by Fong Sam
Who says wilderness adventures are dead in our increasingly urbanized, militarized, industrialized, mechanized, computerized complex world?
At a BBQ last night, I met two fellows, Gareth Jones and Aaron Chervenak, who will be embarking on a 9,000 km record-breaking trek across Brazil by “foot, paddle and peddle.” They will start in August at Monte Caburaí in the remote Amazonian region where Brazil borders Venezuela and Guyana. It ends at Chuí on the border with Uruguay.
Apparently this has never been done before, because until 1995 the coastal town of Oiapoque was thought to be Brazil’s most northerly point. It took a Brazilian military expedition in 1995 to confirm that the country’s true north lay hidden in the mountainous jungle on the border with Guyana at Monte Caburaí. According to Jones and Chervenak, some Brazilians claim to have gone from Oiapoque to Chuí by foot or bike, but they all resorted to using motorized transport along the way (taking a ferry across the Amazon delta, for example). Jones and Chervenak thought this was 1) chicken shit and 2) these people began their journey at the “false” north. So therefore, in a couple of months, the pair will show how it’s really done. They would be the first in history to genuinely cross the length of Brazil on strictly “human-power.”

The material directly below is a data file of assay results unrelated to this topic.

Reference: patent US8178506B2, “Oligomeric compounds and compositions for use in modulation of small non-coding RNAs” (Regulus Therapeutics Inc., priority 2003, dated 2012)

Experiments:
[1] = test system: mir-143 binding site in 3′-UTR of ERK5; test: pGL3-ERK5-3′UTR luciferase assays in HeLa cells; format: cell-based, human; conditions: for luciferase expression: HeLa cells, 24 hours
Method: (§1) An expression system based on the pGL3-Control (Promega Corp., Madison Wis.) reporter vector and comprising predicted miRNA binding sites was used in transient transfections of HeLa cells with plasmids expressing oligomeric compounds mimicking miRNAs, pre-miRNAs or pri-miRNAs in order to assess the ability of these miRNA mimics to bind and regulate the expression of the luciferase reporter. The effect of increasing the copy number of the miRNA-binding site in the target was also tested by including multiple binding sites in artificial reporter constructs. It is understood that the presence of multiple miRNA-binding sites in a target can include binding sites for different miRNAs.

The guys will be documenting their progress in real-time along the way. You can keep up with them at brazil9000.com. They estimate that the expedition will take approximately 15 months. You can also donate to their cause at their website.
“Brazil 9000 will present an unprecedented portrait of Brazil and the Brazilians; visiting indigenous territories, deforested ranch lands, industrial ports, deserted beaches, fishing villages, pristine jungle and huge metropolises.”